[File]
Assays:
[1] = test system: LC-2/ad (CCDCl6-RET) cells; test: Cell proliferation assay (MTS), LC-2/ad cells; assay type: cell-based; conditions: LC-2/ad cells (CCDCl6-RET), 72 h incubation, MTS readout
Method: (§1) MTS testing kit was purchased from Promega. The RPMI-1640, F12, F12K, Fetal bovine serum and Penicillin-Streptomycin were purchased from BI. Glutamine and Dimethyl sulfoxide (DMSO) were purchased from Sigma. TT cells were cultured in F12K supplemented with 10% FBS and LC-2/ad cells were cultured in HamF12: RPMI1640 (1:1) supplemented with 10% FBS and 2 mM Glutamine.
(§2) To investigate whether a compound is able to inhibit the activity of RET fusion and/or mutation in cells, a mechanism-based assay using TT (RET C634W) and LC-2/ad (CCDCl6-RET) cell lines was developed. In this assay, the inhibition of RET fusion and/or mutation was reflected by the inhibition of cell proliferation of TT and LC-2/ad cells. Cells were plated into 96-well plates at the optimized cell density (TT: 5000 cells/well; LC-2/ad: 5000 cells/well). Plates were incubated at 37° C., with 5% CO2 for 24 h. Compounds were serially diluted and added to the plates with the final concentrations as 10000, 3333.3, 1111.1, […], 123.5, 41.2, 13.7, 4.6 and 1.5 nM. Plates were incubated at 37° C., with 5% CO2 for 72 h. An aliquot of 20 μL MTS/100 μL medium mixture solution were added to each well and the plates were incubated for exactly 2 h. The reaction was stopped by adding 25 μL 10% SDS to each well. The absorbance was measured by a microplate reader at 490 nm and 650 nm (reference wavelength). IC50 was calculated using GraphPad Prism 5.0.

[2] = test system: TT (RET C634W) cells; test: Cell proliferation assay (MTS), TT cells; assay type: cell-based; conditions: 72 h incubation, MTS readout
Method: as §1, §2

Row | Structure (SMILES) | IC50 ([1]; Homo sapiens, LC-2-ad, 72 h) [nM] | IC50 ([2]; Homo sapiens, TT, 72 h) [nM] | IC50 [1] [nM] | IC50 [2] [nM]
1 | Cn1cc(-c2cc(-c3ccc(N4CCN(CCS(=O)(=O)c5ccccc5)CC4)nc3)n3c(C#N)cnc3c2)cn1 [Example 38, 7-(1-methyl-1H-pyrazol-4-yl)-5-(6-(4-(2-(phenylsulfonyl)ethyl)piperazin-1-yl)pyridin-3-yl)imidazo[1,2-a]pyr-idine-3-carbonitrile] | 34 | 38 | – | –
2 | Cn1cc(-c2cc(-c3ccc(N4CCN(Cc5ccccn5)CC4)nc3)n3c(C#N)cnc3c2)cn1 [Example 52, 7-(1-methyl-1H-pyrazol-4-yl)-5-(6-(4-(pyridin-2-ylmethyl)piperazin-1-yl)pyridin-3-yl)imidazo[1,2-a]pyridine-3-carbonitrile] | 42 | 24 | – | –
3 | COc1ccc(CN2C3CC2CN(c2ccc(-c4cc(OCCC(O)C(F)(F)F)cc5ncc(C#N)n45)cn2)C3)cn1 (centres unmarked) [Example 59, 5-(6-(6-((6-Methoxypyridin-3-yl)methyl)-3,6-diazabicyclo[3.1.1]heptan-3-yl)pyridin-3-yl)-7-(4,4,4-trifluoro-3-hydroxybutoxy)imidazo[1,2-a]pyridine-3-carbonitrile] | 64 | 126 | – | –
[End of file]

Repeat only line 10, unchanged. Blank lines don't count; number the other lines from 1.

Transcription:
3 | COc1ccc(CN2C3CC2CN(c2ccc(-c4cc(OCCC(O)C(F)(F)F)cc5ncc(C#N)n45)cn2)C3)cn1 (centres unmarked) [Example 59, 5-(6-(6-((6-Methoxypyridin-3-yl)methyl)-3,6-diazabicyclo[3.1.1]heptan-3-yl)pyridin-3-yl)-7-(4,4,4-trifluoro-3-hydroxybutoxy)imidazo[1,2-a]pyridine-3-carbonitrile] | 64 | 126 | – | –